12 January 2023 . 12h00
Room 2.2.14, Faculty of Sciences of the University of Lisbon
With indirect resistance, discovered about seventy years ago, resistant cells degrade a bactericidal antibiotic and allow neighbouring antibiotic-susceptible cells to survive. However, despite its apparent simplicity, a fundamental question remains: What process enables susceptible cells to stay alive while the medium is still toxic?
I’ll discuss the role of three mechanisms. After showing with experimental data and simulations that survival has no connection with the probability that sensitive and resistant cells grow very close to each other and no association with gene transfer between cells, I’ll show the critical role of bacterial persistence. Persistence, another phenomenon discovered about seventy years ago, recently became a hot topic in microbiology because it allows the survival of drug-susceptible bacteria to survive for very long periods. This work on indirect resistance gave peculiar and unexpected indications about how bacterial persistence evolved.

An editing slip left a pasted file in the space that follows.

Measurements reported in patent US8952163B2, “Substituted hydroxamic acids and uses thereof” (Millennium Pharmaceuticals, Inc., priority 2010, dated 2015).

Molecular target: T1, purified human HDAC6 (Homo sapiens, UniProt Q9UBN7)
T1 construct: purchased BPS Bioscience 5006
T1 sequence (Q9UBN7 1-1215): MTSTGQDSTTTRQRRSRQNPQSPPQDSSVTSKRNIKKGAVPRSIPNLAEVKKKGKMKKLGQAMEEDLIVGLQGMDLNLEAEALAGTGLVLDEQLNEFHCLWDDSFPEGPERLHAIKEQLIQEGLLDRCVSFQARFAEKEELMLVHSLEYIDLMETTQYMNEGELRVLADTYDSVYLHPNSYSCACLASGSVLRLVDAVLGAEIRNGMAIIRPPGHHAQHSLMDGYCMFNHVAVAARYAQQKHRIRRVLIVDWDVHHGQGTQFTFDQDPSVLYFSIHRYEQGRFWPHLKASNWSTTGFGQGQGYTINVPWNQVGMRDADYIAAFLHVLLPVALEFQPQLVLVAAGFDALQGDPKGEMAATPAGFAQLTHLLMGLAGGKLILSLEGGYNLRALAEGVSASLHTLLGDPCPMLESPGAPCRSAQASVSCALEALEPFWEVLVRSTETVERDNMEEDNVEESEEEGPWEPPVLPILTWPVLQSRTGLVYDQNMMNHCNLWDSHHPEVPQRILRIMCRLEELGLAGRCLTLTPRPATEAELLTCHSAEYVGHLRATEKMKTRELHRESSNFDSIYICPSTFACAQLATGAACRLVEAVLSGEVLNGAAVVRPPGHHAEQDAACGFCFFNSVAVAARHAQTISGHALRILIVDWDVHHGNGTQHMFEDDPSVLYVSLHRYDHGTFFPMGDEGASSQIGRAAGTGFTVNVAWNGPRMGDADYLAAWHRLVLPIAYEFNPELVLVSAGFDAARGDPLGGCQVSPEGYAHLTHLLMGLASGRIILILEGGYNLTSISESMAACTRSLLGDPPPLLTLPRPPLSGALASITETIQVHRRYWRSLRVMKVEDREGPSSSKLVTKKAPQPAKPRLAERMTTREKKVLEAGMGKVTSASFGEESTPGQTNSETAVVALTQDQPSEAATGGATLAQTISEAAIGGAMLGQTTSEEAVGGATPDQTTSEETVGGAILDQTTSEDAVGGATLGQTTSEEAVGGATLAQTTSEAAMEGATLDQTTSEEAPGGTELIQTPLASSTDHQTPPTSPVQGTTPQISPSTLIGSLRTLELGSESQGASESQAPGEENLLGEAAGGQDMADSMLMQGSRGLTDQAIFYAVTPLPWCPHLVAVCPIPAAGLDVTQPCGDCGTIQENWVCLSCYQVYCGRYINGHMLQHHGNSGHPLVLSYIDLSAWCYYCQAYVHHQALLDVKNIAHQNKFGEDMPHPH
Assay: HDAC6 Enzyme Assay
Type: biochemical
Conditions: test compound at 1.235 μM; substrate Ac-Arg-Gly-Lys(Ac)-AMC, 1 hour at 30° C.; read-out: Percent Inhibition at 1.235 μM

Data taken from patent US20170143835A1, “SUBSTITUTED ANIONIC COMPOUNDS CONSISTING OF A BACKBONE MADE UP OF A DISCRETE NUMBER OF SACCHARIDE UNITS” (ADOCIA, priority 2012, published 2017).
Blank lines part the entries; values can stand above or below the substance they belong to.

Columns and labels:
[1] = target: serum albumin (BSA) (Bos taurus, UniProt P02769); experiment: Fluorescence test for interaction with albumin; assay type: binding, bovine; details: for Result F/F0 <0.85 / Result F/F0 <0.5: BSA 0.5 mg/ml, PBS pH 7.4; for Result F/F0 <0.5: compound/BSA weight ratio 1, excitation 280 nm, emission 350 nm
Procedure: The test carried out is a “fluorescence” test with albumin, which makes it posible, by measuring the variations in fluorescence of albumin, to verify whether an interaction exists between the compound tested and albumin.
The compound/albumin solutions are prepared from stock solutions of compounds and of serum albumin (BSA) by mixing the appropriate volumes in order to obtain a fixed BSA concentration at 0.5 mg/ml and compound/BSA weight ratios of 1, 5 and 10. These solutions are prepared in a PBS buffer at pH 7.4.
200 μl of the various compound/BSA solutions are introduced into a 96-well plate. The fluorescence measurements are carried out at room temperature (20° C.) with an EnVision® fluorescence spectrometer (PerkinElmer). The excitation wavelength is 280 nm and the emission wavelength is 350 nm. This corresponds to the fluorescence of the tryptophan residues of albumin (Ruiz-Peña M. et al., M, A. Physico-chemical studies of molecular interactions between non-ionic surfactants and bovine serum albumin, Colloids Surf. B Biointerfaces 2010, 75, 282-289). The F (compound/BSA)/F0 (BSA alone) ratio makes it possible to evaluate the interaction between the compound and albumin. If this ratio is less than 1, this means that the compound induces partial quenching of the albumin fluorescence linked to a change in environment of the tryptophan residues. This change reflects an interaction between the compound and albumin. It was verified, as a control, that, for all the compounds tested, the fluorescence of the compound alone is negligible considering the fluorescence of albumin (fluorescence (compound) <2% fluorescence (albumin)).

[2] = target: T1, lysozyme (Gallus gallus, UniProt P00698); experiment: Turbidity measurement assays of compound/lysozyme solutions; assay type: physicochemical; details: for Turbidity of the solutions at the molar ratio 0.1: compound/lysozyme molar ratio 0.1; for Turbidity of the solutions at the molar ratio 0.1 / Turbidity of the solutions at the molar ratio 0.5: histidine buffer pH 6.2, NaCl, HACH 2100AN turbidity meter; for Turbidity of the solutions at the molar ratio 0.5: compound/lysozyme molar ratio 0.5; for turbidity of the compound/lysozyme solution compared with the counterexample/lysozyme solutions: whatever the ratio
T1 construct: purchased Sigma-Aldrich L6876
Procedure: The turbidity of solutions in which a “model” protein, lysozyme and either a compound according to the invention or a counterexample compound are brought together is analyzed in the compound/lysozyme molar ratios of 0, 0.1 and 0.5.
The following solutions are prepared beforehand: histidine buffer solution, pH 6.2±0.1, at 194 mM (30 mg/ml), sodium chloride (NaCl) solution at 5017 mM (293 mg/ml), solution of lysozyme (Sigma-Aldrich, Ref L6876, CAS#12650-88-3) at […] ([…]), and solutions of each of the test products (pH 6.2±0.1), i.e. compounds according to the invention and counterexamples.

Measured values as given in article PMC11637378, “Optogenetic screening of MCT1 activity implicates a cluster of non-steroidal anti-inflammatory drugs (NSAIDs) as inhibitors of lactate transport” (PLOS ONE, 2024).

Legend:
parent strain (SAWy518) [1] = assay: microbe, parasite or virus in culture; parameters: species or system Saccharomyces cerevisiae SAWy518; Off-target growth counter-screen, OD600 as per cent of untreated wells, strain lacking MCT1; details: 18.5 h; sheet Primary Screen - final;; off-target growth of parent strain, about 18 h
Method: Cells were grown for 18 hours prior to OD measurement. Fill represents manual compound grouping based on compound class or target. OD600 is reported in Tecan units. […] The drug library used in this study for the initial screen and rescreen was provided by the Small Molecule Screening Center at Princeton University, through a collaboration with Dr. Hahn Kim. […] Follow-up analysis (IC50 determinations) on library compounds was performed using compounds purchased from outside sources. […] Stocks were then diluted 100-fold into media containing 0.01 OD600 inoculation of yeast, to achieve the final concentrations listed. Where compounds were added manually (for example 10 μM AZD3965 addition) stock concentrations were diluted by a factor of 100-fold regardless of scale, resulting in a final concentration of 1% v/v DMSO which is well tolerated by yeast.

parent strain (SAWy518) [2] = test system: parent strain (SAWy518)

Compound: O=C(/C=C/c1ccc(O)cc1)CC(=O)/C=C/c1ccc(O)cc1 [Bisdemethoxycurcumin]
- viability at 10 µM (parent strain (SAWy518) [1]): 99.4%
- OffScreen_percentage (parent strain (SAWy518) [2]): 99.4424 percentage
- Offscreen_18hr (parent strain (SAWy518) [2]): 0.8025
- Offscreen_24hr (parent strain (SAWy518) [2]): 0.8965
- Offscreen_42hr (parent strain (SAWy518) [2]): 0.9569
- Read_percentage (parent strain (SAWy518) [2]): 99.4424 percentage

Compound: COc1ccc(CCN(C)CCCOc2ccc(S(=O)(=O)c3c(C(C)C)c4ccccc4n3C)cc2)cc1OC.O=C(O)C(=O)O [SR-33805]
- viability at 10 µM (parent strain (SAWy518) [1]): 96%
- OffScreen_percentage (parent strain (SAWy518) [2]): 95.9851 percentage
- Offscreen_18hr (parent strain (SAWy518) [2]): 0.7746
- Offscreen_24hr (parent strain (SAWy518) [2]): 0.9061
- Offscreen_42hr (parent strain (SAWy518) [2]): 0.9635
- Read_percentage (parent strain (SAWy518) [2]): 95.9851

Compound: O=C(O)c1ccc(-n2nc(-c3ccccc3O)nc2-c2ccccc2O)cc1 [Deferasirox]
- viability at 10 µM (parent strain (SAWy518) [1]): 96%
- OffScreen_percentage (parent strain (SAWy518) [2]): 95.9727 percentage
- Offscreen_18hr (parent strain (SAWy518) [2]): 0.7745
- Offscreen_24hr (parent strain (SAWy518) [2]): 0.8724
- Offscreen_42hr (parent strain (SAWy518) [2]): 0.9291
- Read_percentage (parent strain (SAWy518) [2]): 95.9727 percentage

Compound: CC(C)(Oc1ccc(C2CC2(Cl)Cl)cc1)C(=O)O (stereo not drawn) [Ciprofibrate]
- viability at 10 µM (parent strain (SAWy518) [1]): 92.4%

Join us IN PERSON (FCUL Room 2.2.14) or, if you are located in Azores or at MUHNAC, by Zoom (https://videoconf-colibri.zoom.us/j/98267691421?pwd=cDQ0ZElFQjgvR2dZT1FlWXpNN051dz09; Password: 897448)!
We have been experiencing some technical issues regarding the authentication/connection to the Zoom platform through FCCN. For that, we apologise for any difficulties during the transmission.
Tags: EE microorganisms bacteria bacteria evolution antibiotic antibiotic resistence